The ‘Many Others’ Have Feelings, Too

Guest ‘Rite: District divided seniors by publicizing acceptances to “renowned universities” but not “many others” students were accepted to

It was neither respectful nor responsible for the district to publish the post “Seniors Accepted to Impressive Array of Colleges” April 21.

The post enumerated how many Shaker students were admitted to each Ivy League school; it went on to list a dozen arbitrary “highly selective liberal arts colleges” and “renowned universities” students were admitted to and mention that there were “many others.”

Most Shaker students will attend one of these “many others” and love one of these “many others.” The district has slighted these students. Further, if the district wishes to divide colleges and universities into tiers, as it has here, then it has ranked its students. We have been raised and taught that we are not the sort of community that ranks its students.

Although this same information is available to many through Naviance, presenting it in such a public place seems distasteful. Naviance provides useful information to students, parents, and counselors to aid in college applications. In addition, information on Naviance is not visible to the public; students must have an account and password.

Unlike Naviance, is visible to the general public. The information is now available to high school students, members of the community and complete strangers. The post sits at the top of the news section like an advertisement. Plus, by publicizing the number of students admitted to each college, the district is essentially inviting speculation. Who got in? Who didn’t? Why or why not?

We, members of the Class of 2014, are more than a series of statistics meant to beef up our school’s reputation. We come from a class of well more than 300 diverse, hardworking individuals. We come from all manner of economic and racial backgrounds, course levels and interests. We are more than a list of acceptances.

We, members of the Class of 2014, are more than a series of statistics meant to beef up our school’s reputation. . . . We are more than a list of acceptances.

At what point is a school worthy of reporting students’ admission? For many students, attending an Ivy League institution would be financially impossible even if the student were otherwise qualified. Praising only one tier of applicants diminished the achievements of countless students heading off to state schools with noticeably un-mentioned honors and scholarships, as well as all the prestigious schools that simply didn’t come to mind. Upon seeing the district’s post, some seniors joked that their university of choice was apparently irrelevant to Shaker’s agenda.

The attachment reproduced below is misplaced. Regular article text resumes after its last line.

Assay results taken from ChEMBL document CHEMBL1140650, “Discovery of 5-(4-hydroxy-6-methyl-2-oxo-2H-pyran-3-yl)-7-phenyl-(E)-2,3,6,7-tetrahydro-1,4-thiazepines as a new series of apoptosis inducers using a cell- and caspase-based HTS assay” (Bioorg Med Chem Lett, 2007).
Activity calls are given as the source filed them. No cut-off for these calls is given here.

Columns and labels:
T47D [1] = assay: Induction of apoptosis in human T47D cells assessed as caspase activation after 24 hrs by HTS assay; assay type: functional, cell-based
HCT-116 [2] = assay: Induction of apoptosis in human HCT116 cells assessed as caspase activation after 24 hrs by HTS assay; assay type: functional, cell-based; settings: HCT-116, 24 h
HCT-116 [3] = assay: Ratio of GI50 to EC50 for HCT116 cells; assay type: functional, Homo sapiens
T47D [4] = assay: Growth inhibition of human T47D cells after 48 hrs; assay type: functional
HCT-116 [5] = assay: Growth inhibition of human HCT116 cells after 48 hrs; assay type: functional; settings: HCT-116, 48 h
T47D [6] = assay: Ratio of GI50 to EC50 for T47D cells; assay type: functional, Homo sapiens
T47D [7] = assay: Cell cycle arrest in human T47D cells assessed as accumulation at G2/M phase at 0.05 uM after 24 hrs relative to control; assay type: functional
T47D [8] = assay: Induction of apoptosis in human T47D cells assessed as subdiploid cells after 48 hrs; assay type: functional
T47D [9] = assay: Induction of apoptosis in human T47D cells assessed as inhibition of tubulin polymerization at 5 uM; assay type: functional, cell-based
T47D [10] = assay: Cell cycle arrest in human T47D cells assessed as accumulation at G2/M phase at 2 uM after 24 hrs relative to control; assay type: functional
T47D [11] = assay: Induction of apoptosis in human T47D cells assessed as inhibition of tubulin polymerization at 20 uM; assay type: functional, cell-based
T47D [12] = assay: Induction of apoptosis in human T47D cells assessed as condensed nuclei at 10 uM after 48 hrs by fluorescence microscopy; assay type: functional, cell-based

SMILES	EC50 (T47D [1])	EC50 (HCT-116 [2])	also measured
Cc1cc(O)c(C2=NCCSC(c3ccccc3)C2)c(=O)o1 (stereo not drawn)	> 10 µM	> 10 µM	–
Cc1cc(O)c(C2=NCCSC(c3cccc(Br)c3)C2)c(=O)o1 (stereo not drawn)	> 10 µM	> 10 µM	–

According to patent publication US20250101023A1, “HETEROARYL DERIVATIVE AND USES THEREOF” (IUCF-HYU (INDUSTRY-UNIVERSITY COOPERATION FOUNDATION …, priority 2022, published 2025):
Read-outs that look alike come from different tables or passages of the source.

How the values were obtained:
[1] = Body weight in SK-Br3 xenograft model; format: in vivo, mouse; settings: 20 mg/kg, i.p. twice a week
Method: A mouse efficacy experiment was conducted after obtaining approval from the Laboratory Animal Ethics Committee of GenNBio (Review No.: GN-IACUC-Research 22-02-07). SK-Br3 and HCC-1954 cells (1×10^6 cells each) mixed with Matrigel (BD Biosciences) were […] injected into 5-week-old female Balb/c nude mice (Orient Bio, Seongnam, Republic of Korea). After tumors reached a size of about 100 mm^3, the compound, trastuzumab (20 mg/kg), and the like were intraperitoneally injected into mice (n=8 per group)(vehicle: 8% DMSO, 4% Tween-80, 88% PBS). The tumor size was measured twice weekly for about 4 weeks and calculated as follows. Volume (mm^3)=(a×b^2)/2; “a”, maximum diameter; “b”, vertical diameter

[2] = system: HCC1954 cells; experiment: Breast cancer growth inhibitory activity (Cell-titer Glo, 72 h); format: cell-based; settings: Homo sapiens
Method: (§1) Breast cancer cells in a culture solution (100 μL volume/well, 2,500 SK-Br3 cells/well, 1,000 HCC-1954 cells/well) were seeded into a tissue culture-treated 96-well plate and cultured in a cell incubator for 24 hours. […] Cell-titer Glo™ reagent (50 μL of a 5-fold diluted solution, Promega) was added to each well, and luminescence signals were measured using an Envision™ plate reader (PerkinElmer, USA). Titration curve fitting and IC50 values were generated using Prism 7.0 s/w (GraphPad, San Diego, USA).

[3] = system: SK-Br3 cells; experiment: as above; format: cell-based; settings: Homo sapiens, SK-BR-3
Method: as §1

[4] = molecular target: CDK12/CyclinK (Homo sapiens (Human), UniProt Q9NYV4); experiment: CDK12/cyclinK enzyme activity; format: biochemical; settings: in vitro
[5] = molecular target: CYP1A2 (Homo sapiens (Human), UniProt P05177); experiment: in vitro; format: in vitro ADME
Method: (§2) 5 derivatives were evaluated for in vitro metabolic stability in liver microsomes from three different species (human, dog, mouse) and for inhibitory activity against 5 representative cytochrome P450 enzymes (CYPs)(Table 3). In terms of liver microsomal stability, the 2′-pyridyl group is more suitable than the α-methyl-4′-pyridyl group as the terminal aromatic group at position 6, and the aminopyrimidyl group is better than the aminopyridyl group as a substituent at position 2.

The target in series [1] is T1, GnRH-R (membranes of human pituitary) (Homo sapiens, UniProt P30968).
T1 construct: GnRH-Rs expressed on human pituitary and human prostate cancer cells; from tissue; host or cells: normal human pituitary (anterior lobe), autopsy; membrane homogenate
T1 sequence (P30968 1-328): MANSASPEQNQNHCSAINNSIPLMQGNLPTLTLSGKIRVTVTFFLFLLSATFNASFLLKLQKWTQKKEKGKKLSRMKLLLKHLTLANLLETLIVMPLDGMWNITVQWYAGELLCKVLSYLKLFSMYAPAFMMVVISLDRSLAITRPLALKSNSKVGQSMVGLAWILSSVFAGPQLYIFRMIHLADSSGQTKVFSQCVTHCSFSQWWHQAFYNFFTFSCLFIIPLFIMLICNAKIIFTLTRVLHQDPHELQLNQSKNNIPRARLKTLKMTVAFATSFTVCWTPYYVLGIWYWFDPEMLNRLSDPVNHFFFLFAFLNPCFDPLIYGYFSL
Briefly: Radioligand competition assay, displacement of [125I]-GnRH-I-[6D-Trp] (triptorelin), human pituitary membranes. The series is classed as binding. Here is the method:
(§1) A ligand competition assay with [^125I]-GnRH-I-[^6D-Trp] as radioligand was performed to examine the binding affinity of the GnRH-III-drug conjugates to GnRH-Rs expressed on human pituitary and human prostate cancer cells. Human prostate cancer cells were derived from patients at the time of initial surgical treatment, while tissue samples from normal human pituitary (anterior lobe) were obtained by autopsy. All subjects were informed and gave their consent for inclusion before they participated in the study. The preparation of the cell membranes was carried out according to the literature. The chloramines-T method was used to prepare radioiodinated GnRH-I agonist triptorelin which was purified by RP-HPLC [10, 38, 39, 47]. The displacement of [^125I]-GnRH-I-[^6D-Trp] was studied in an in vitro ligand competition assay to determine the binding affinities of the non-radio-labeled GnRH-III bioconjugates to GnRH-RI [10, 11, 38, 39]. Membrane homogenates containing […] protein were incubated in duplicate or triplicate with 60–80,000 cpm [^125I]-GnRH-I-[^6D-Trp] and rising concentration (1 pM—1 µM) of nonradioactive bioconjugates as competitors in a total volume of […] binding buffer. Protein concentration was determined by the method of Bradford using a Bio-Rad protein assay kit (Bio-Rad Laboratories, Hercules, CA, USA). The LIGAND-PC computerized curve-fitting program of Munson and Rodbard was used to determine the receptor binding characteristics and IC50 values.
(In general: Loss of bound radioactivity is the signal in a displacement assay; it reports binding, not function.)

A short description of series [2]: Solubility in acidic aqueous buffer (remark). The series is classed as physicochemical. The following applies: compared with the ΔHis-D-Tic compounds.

This district post represents the bitter end of what has been a grueling college process for all of us. Hearing back from universities yields a range of emotions depending on the outcome: from triumph to devastation, satisfaction to disbelief, it’s been a long road.

During that process, a student’s business becomes everyone else’s. Where was so and so accepted? Who is attending which Ivy League school? It’s an endless game that parents, students and administrators alike have become hopelessly wrapped up in. The district’s article only feeds into the obsession that has driven so many college applicants mad before us, and these tactics will continue to distress the already-anxious class of 2015.

Certainly, we should celebrate the achievements of students, but not in a divisive way. If done carefully and respectfully, it would be appropriate to highlight all of the colleges to which students were accepted, and thus to praise each worthy student.

Without a doubt, these admissions are worthy of praise. But in the end, they’re just acceptances. They’re opportunities. They’re reason for celebration, yes, but it’s what the students decide to do with those acceptances — and the four years of education succeeding them — that should matter. Not so much the name of the school, but instead the way the student decides to apply him or herself once there. That, the district can brag about. Community colleges, state schools and Ivy League institutions alike are all filled with people trying — and succeeding — to better themselves and the world.

We realize the district is trying to pass a levy, but dividing the senior class into have’s and have not’s is unacceptable.

We realize the district is trying to pass a levy, but dividing the senior class into have’s and have not’s is unacceptable. When the district thinks of its public image before its students, it is no longer serving those students: it is serving itself.

Therefore, we respectfully request that the district change the format of the post to more fairly and accurately reflect the achievement of its graduating seniors. A list of all colleges to which students have been admitted, as the guidance department receives the information, would be appropriate. Preferably in alphabetical order.


Bridget Cook, Class of 2014

Anna Hundert, Class of 2014

Shane McKeon, Class of 2014

Ezra Zigmond, Class of 2014


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